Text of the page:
Successful ownership • Single-minded • Consistent .

brands still lose their way • The transition from positioning through brief to execution causes this • Positioning is a poor discipline for advertising consistency • Advertising Idea is a good one • It is the discipline the creative department uses .Positioning Limitations • Despite positioning.

shapes.” Execution “An Execution is the way in which the creative thought of the Advertising Idea has been expressed (or executed) in any particular advertisement. of an Advertising Idea. . colors. All Advertising Executions for the Brand should execute the Advertising Idea‟s creative thought. It is a rendering in words. It is a creative thought which propels a campaign. so that all share that thought. which remains consistent over time. sounds. symbols. Hence the advertising Idea itself can last for many years. or any combination of these. pictures.” A series of executions of the same Advertising Idea form a campaign. while different executions of it keep it relevant and fresh to today’s market place. The idea can be executed in many ways although it itself contains no executional detail.Advertising Idea “An Advertising Idea is derived from the Brand‟s Single-Minded Proposition and its Key Consumer Insight. forms.

Axe Campaign (1998-2004) LYNX 1998 AFRICA 1998 LYNX 1999 LYNX 2000 DEO 2001 DEO 2002 DEO 2002 DEO 2002 SHAVE 2002 DEO 2003 NEW-D 2003 DEO 2004 .

Qualities of Advertising Ideas • Excellent discipline for consistency over time • Capable of many executions • Become familiar to consumer • Become valuable Brand assets .

How do you get good Advertising Ideas .

It is also the springboard for great creative.Key Consumer Insight An insight is the discovery of a deeply felt human truth that creates a powerful personal connection between a brand and a consumer. .

Example: Axe Business Issue: • Axe sales static due to ageing brand profile and failure to recruit amongst teenage males and “dad” brand image. The Trigger Question: • What does the target audience dream of . Communications Challenge: • To emotionally re-connect with youth.

Key Consumer Insight “Every man dreams of a woman making the first move” .

Example: French Lottery Business Issue: • Less people playing the lottery because new games seems more exciting to play Communications Challenge: • Bring players back by putting the fun back into playing The Trigger Question: • What would a fanatic say? .

Key Consumer Insight “When you play you can dream of changing your life”

Key Consumer Insight

Category

Cultural

Universal

Single-minded proposition
Single-Minded Proposition

Product Belief Product Performance
Something the product actually does

Product Assertion
Something the Brand asserts to be true (and makes it so through investment over time)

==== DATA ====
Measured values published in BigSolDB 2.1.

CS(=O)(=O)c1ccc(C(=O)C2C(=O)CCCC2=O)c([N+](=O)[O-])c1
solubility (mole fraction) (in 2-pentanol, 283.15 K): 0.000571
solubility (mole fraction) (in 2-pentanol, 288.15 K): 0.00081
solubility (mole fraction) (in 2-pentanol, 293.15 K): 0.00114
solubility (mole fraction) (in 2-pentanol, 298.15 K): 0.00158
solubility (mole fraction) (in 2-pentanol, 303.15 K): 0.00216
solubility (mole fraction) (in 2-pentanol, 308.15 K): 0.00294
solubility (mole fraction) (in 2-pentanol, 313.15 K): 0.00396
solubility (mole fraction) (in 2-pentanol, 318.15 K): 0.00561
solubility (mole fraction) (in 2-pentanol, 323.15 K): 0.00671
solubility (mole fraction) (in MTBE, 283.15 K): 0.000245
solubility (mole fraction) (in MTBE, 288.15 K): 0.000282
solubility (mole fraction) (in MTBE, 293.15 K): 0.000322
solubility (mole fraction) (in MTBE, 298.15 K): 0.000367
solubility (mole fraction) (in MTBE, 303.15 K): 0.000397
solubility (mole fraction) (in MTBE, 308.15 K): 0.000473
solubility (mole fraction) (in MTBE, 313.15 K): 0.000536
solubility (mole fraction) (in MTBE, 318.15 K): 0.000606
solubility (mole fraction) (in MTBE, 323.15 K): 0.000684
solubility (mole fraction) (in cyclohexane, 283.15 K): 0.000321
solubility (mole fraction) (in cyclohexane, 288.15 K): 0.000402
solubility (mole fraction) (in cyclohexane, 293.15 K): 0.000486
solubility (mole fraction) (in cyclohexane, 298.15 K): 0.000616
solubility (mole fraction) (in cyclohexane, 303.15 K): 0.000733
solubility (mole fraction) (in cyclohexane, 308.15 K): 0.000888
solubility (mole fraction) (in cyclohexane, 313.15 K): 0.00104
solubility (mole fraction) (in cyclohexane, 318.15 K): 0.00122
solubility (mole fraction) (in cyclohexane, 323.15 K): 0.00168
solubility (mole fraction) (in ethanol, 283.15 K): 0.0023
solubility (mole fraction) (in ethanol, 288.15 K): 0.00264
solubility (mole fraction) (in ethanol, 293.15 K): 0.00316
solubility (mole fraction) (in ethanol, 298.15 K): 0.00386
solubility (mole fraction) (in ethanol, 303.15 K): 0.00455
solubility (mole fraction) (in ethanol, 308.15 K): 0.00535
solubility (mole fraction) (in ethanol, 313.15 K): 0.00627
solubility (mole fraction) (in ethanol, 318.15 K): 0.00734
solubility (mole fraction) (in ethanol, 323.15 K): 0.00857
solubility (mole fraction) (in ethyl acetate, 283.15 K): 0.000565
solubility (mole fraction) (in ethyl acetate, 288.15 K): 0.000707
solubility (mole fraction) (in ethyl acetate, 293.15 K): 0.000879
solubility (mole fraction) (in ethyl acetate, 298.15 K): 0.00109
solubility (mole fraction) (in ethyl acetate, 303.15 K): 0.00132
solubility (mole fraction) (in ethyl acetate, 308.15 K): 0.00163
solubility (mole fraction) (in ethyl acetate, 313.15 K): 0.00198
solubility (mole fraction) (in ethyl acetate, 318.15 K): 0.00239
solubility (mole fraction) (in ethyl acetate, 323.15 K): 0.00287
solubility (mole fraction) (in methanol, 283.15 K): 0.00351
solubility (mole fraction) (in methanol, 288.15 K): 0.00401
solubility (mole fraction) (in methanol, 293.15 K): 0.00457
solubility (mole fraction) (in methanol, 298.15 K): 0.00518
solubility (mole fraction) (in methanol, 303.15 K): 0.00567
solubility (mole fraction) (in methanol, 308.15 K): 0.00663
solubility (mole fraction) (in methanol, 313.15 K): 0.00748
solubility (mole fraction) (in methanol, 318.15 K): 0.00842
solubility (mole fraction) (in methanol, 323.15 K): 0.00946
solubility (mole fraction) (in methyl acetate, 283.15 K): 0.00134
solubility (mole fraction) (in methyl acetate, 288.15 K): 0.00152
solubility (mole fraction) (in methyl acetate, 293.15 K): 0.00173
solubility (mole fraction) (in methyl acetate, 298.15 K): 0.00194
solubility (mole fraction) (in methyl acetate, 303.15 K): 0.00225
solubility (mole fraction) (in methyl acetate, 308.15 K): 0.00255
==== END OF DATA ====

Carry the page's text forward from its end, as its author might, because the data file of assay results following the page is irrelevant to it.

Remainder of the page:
Something consumers believe about the Brand (which may or may not be true
in reality)

Single-Minded Proposition + Key Consumer Insight Advertising Idea .

or Assertion) Advertising Idea Eg: Volkswagen: The world is a pretty unreliable place: If things can go wrong they generally do + VW is the most reliable car in its class Reliability in an unreliable world . Cultural or category) + Single-Minded Proposition (Performance. Belief.Key Consumer Insight (Universal.

or Assertion) Advertising Idea Eg: Fox Ice Hockey: Violence is exciting + Fox Ice Hockey is really exciting to watch If other sports were violent like Fox Ice Hockey they‟d be much more exciting to watch . Belief.Key Consumer Insight (Universal. Cultural or category) + Single-Minded Proposition (Performance.

Belief. Cultural or category) + Single-Minded Proposition (Performance. or Assertion) Advertising Idea Eg: Courtyard Hotels: Courtyard Hotels are designed by business people to give business people a better night‟s sleep Lack of sleep impairs performance + Non-Courtyard business patrons perform badly .Key Consumer Insight (Universal.

Single-Minded Proposition + Key Consumer Insight Advertising Idea .

The Creative Brief .

Better Briefs = Better Ads Time to brief vs Time to rework Less is more .

Creative Brief Creative Thinking .

Creating a good Creative Brief • • • • • • Time Involve others Single-Minded Proposition Relevant Consumer Insight Less is more Interesting .

Media Budget. Ideal Consumer Response 5. Other 7. Key Consumer Insight. Major Issue the Advertising Must Solve 3. if any Key properties. Creative Strategy Market description. Competitive Context 9. Suggested Time Lengths / Space size 8. Budgets Production Budget. Single-Minded Proposition.Creative Brief Performa 1. Advertising Requirement 2. Support. Mandatory Executional Requirement. Advertising Idea 6. Target Audience. Brand Personality 4. Local/Regional/Statutory constraints. Planned Pre-Testing .